There are all kinds of embarrassing stories to tell about me getting lost in my new hometown. The thing is, Phoenix is laid out on a grid where the roads are wide and point in the four compass directions. The exception is the mining roads, such as Grand Avenue which cuts a diagonal to the assay office (or where it was then) from the mines in the northwest. All I can say is there must have been a lot of directional impaired people in this part of town. Nothing is on the compass in my new town - but I do like it here even if I can't see Camelback and fix my position.
And what's the point of all this, you ask? Readers. Readers expect to be able to navigate through a story without feeling lost. My big annoyance is dialogue that I can't follow without stopping to count down to see who said what. Misdirection is a part of mystery writing. There are all kinds of writing tools, but we are expected not to misuse them or slop through our stories.
The point is: if your dialogue needs tags, use them. Who cares what 'they' say is the way to write, if it isn't clear without them, use tags. The other point is: don't get cute with misdirection. I hate being on the outside of an inside joke - I think it is a rude thing to do to guests.
The point is: Write to your readers. Write honestly - no tricks, no alligators over the transom. Write clearly, tell your story to the reader, don't just write to hear yourself talk. (Okay mixed metaphor, but you got it, didn't you?)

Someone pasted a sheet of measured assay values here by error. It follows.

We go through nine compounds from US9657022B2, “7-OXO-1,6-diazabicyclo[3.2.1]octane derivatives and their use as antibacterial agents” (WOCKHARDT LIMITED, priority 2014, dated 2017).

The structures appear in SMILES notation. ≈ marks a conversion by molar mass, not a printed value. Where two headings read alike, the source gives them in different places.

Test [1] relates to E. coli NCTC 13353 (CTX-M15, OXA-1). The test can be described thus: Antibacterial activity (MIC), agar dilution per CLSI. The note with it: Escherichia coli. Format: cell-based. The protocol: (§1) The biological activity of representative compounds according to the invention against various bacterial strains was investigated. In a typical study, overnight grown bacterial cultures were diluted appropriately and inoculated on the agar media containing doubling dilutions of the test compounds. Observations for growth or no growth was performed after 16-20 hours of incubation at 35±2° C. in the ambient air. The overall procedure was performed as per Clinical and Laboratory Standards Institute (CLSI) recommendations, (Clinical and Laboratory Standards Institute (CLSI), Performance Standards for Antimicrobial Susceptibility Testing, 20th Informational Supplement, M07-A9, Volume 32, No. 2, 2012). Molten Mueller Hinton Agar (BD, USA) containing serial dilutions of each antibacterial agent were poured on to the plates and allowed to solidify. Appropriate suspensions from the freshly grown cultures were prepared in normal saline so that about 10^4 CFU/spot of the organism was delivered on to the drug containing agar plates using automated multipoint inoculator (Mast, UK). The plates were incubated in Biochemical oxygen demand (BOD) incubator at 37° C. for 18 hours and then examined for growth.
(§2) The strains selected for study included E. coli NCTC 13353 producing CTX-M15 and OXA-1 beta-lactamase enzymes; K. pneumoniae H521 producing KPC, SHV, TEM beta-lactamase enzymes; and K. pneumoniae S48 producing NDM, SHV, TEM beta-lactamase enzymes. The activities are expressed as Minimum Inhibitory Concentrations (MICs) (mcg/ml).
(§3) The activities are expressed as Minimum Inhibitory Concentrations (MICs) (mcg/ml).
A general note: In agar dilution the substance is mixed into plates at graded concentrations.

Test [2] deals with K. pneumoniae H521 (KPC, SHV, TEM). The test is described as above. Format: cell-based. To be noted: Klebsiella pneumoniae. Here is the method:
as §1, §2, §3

I've heard novice writers talk of falling in love with their characters, of needing to write like it is an addiction. My opinion is, they are writing for the wrong person. Fall in love with your readers. Romance them. Adore them like a lover. Bring them gifts and surprises. Bring them the flowers of your best work (and that metaphor isn't my best work).
This isn't about what's in it for the writer - I guarantee very few make a bucket of money; this is about the reader, your reader. Love them well. Everyone else (agents, acquisition editors, publishers) will fall into place if you fall in love with your readers.
Wednesday, March 3, 2010
Some contests are 100% gimmicks and solely had to raise income. But don't discount a contest just because there is a fee. Advertising the contest is a huge expense in some cases. Sometimes judges are compensated for their time. There are expenses beyond the prize money, so I don't mind a reasonable fee.
The judges for my short story contest have nothing to gain for donating their time, it is just one of those relationship things that develops. I'm blessed with many good industry contacts.